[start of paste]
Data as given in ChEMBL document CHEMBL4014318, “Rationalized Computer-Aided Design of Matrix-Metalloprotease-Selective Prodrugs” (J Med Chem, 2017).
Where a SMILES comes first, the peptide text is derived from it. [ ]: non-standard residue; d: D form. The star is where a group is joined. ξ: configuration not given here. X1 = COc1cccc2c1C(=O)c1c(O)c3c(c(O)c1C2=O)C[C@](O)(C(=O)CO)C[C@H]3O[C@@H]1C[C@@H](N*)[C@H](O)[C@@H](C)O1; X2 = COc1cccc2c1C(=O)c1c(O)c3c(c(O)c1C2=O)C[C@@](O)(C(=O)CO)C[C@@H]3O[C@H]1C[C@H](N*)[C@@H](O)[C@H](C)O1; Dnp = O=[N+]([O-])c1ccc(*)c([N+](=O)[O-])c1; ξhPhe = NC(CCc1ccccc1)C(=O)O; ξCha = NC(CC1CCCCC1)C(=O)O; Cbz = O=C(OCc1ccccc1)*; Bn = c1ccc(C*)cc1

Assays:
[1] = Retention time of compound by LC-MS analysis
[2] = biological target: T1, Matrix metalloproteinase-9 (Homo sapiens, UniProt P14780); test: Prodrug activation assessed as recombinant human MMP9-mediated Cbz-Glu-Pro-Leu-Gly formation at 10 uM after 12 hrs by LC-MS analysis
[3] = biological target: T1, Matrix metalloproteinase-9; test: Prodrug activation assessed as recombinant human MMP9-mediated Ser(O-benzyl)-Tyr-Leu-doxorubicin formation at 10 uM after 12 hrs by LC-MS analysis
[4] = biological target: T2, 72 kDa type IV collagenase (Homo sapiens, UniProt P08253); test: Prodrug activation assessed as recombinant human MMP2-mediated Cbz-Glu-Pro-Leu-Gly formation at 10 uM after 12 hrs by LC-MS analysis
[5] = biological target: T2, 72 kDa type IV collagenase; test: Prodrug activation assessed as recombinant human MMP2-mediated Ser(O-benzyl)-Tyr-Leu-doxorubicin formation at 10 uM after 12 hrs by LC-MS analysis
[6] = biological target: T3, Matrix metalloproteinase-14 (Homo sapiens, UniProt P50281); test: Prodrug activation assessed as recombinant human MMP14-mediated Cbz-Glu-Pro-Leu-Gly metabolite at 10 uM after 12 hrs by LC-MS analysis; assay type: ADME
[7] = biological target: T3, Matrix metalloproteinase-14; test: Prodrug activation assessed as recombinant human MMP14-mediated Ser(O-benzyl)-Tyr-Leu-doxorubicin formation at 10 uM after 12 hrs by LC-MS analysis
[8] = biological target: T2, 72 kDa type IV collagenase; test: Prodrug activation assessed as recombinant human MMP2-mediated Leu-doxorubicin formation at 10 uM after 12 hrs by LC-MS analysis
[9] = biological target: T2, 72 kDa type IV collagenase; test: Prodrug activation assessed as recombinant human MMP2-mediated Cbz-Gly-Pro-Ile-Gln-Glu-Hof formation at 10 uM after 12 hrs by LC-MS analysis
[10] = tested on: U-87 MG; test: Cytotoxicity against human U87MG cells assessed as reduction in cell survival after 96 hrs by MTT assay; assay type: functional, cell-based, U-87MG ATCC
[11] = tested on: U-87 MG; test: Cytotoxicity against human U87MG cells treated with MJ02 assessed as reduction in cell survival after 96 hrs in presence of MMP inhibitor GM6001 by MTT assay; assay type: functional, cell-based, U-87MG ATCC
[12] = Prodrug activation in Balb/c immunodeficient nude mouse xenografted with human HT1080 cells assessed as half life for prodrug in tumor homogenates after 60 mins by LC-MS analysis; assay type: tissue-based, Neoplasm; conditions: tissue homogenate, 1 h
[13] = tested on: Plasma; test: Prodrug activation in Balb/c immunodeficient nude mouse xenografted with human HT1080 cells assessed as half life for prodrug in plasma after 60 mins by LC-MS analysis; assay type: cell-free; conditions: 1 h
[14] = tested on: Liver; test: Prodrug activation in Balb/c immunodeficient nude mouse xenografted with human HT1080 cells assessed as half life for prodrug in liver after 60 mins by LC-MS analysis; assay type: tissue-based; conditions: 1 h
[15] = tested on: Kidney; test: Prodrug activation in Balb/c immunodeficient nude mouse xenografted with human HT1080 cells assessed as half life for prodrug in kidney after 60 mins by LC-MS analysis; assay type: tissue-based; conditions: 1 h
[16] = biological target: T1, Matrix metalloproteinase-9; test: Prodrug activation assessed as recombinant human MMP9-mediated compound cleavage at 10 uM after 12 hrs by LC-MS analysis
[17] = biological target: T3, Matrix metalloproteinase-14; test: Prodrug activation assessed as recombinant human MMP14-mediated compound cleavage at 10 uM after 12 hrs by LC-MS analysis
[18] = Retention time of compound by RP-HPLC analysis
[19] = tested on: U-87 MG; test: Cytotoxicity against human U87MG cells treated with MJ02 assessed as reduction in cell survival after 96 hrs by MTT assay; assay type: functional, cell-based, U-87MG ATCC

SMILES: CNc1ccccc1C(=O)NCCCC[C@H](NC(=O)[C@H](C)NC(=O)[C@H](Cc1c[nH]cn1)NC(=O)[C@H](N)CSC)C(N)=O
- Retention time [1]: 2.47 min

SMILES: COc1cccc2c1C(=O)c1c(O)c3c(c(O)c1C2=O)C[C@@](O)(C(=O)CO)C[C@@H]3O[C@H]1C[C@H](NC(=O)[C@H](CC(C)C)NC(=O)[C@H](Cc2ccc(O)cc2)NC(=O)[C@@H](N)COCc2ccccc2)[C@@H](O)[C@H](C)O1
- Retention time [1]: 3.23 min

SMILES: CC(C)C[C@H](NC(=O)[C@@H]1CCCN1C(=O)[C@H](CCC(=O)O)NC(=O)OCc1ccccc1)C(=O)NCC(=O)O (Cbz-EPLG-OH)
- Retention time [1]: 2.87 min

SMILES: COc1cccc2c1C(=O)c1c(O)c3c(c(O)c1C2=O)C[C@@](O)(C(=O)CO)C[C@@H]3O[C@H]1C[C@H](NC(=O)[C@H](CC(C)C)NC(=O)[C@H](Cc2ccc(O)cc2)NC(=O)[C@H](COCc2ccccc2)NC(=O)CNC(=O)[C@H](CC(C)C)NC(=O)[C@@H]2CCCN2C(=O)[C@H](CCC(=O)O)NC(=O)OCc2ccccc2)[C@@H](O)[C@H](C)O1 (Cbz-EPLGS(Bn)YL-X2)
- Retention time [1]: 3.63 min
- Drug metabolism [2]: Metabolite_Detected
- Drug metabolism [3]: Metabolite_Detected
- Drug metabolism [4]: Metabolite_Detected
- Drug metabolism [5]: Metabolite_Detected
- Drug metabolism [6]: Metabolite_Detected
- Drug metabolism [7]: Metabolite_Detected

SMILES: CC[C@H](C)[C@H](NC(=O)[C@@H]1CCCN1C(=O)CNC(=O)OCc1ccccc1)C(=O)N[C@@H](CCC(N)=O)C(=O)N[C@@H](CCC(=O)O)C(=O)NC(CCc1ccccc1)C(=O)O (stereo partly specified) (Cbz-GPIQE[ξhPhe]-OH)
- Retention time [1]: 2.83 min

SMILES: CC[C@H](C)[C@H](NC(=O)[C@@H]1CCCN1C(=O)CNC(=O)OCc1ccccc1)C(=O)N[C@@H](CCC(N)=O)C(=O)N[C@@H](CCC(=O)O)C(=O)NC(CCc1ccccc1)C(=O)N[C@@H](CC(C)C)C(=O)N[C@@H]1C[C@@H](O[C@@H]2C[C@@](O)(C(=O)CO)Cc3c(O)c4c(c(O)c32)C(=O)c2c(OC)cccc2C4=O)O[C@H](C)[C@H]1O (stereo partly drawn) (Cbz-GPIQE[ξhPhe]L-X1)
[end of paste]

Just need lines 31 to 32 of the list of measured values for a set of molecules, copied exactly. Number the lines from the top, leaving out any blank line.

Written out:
- Drug metabolism [2]: Metabolite_Detected
- Drug metabolism [3]: Metabolite_Detected